Two federal prosecutors in the criminal case against Roger Stone just quit the case after AG Barr and the DOJ overruled them in the Roger Stone case.
One prosecutor, Jonathon Kravis, quit the Department of Justice while the second goon of Mueller also quit the Stone case but kept his job with the DOJ.
It was a typical case of prosecutorial overreach, that added years to the sentence over a bogus threat Rogar Stone made to a friend who did not even consider it a threat.
President Trump, of course, could just pardon Roger Stone right now or commute his sentence.
CNBC reported that Jonathan Kravis, who delivered the closing argument at Stone’s trial last fall, resigned as an assistant U.S. Attorney, according to a court filing Tuesday in Washington, D.C., federal court.
Another prosecutor, Aaron Zelinsky, also withdrew from Stone’s case, and resigned as a special assistant in the U.S. Attorney’s Office in Washington, D.C.
Kravis and Zelinsky were among the four prosecutors who signed the controversial sentencing recommendation for Stone that has come under attack both from the Justice Department and from Trump for being too harsh.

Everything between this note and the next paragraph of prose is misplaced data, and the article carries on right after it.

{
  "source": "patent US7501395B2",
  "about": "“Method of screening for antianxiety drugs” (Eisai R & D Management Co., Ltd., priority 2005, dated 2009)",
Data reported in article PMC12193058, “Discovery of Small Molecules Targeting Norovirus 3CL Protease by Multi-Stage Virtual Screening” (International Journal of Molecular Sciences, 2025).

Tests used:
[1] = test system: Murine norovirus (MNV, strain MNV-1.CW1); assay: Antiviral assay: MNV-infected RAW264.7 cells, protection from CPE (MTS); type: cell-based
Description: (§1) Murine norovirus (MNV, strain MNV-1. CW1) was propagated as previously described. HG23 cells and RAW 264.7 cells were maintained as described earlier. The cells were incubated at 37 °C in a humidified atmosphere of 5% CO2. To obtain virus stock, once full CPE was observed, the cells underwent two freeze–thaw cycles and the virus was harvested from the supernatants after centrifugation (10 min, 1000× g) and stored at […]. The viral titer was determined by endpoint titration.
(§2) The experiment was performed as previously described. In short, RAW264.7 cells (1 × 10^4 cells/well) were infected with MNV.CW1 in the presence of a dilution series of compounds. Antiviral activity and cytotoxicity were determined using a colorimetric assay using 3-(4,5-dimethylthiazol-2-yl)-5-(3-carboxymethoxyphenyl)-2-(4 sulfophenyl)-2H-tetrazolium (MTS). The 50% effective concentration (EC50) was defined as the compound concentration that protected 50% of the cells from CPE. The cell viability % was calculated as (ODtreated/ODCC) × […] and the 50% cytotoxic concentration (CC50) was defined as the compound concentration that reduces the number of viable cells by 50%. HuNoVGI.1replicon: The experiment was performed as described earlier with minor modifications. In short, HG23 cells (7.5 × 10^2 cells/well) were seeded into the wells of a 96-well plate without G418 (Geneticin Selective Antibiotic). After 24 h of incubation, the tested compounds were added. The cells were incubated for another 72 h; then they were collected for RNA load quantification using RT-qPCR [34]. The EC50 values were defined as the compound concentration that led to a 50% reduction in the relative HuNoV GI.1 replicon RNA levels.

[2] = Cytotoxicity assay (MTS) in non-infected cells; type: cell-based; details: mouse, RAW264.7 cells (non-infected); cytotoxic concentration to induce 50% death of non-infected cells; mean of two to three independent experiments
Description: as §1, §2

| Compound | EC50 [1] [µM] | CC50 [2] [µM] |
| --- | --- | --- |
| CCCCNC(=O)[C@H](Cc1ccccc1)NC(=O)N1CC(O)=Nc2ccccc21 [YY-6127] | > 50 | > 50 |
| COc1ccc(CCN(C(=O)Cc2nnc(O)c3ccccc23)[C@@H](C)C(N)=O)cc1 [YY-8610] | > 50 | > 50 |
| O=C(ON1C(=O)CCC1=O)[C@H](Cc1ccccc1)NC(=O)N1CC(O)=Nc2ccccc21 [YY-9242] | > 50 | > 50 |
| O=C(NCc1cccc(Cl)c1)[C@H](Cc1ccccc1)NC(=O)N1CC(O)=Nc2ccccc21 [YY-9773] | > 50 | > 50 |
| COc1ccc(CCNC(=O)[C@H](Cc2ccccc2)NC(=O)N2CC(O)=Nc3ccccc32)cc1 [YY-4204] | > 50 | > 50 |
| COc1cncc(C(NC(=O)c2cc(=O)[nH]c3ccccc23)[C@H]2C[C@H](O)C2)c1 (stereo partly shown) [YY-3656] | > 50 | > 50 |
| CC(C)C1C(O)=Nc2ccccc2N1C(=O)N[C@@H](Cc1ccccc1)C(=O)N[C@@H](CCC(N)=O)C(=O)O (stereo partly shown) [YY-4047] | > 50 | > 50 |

Those prosecutors told Judge Amy Berman Jackson in that filing that Stone should get a prison term of between seven and nine years when he is sentenced Feb. 20 for crimes related to lying to Congress about his contacts with WikiLeaks during the 2016 presidential election and his efforts to get an associate, comedian Randy Credico, to cover for his lies.
Prosecutors said their proposed sentence mirrors the sentence suggested federal sentencing guidelines, which are calculated according to a formula that takes into account the severity of the crime, the type of conduct involved, and a defendant’s prior criminal history.